Monday, September 04, 2017

 

What’s the Future Worth to You?


Like nearly everyone else, I spent much of the last week following the hurricane news out of Houston.  In that context, I found this piece by Will Oremus about how different estimates of the future affect what we’re willing to pay (or put up with) now to be better off later.  He was trying to understand why we fail to prepare for predictable, catastrophic events, like Harvey, but the principle can be applied well beyond natural disasters.

The application to education is pretty direct.  Higher education costs time and money, and there’s no law saying that anyone has to have it.  As its cost rises, we might normally expect to see demand slacken.  But demand isn’t really slackening much beyond demographic decline.  In other words, while the number of 18 year olds in many areas is dropping, the percentage of 18 year olds who go to college seems to be holding.  Even as the cost of education increases, willingness to pay for it (individually) seems steady.

But willingness to pay for it socially -- that is, through direct institutional subsidy, rather than tuition -- is dropping.  

I’m wondering if the discount rate offers a relatively straightforward way to make sense of that.

On the individual level, as Tressie McMillan Cottom spelled out in Lower Ed, many students enroll in higher ed not because they’re convinced it will pay off, but because they see a lack of it almost certainly not paying off.  She calls college “negative social insurance,” which seems about right. If college is one of the only perceptible and accessible routes to the middle class, then many folks who aren’t necessarily big fans of school will pour in to improve their chances of receiving decent salaries.  Degrees are not guarantees of solid incomes, but they still offer markedly improved chances in most cases.  If you topped out at a high school diploma or less, it’s much harder to make it into the middle class than it used to be.

From this perspective, students aren’t so much paying for education as paying to avoid the economic plight of the less educated.  That might explain the relative persistence of demand in the face of increasing prices, at least among the publics; we still haven’t reached the point at which it’s worth risking going without the negative insurance.

(Among non-elite private colleges, rising discount rates suggest that many have actually hit their price ceilings.  That’s a grim place to be, institutionally, but I’ll leave that discussion to the folks more familiar with that world.)

Socially, though, we haven’t been as willing to spend.  Using my own college as an example, the state was originally supposed to cover 33% of the operating budget.  It’s covering 14%.  The difference has shifted to tuition and fees.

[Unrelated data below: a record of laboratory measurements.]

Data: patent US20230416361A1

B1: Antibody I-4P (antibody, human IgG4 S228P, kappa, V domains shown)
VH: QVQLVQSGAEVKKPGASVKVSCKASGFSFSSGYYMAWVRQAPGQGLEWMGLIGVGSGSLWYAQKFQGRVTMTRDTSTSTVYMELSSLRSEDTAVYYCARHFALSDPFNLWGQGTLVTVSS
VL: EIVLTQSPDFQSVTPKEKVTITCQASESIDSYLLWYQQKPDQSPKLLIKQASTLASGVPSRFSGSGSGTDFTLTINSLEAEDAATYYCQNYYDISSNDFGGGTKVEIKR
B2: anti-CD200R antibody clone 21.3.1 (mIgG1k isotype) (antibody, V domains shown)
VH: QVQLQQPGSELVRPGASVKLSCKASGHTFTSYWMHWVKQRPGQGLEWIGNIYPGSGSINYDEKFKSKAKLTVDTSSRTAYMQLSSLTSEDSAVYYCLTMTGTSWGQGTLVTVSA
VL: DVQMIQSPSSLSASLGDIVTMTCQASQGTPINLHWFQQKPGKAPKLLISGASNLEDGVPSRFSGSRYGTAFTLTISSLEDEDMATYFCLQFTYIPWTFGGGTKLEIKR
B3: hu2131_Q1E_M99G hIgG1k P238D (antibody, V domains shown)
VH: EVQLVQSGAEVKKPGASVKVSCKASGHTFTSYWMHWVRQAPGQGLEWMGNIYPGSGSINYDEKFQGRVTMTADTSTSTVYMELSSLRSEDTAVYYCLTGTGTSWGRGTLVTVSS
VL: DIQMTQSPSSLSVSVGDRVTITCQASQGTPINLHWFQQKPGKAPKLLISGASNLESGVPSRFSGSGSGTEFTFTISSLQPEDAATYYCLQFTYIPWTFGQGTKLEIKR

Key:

Using discount rates as a lens, I can suggest a couple of readings.

One is that we don’t have as strong a belief in the future as we used to.  I’ll come back to this.

A second is that we no longer connect education to prosperity.  But I don’t really buy this one, given the individual behavior described above.

A third, and more disturbing, reading revolves around the definition of “you” in the question of what education is worth to you.  My own greatest investment in the future is in the form of my kids.  I’m willing to pay comically high property taxes primarily because they support excellent schools for my kids.  I see the connection between what I’m paying and the future I’m ensuring, so I suck it up and pay.  

But the more tenuous the connection, the less willing people are to pay.  

Gail Mellow, the President of LaGuardia Community College, likes to advocate for per-student funding parity across sectors of higher ed.  If community colleges got the same per-student funding that state colleges get, we’d be in far better shape.  But we’re actually moving in the other direction.  Why would that be?

I’m thinking it’s a symptom of a larger economic polarization.  To the extent that the economic classes are pulling apart from each other, different sectors get identified with different classes.  The folks with the money are likeliest to support the sector they can see their kids attending.  If Skip and Muffy are likelier to attend Flagship State U than Local Community College, and LCC is likelier to have students whose parents have limited means, then we shouldn’t be surprised to see where the funding goes.  As the classes pull farther apart, the funding levels pull farther apart.  

In other words, the moneyed classes are becoming less likely to identify community and state colleges as relevant to them.  They’re about somebody else’s future.  And we’re less willing to pay for somebody else’s kids than for our own.  The discount rate we apply to strangers’ futures is different from the one we apply to our own.  It’s not about disbelief in the future, exactly; it’s more like failing to see the relevance.  

That’s a much more disturbing reading, because it implies the desiccation of the idea of the “public” in “public education.”  That’s where we have work to do.

Hurricanes are spectacular, abrupt, and difficult not to notice. (I read about one woman in Houston who discovered an alligator in her dining room.  That’s the sort of thing that tends to attract one’s attention.)  Class polarization is quiet, gradual, and easy not to notice, until it abruptly isn’t.  It’s time to start some preventive measures.




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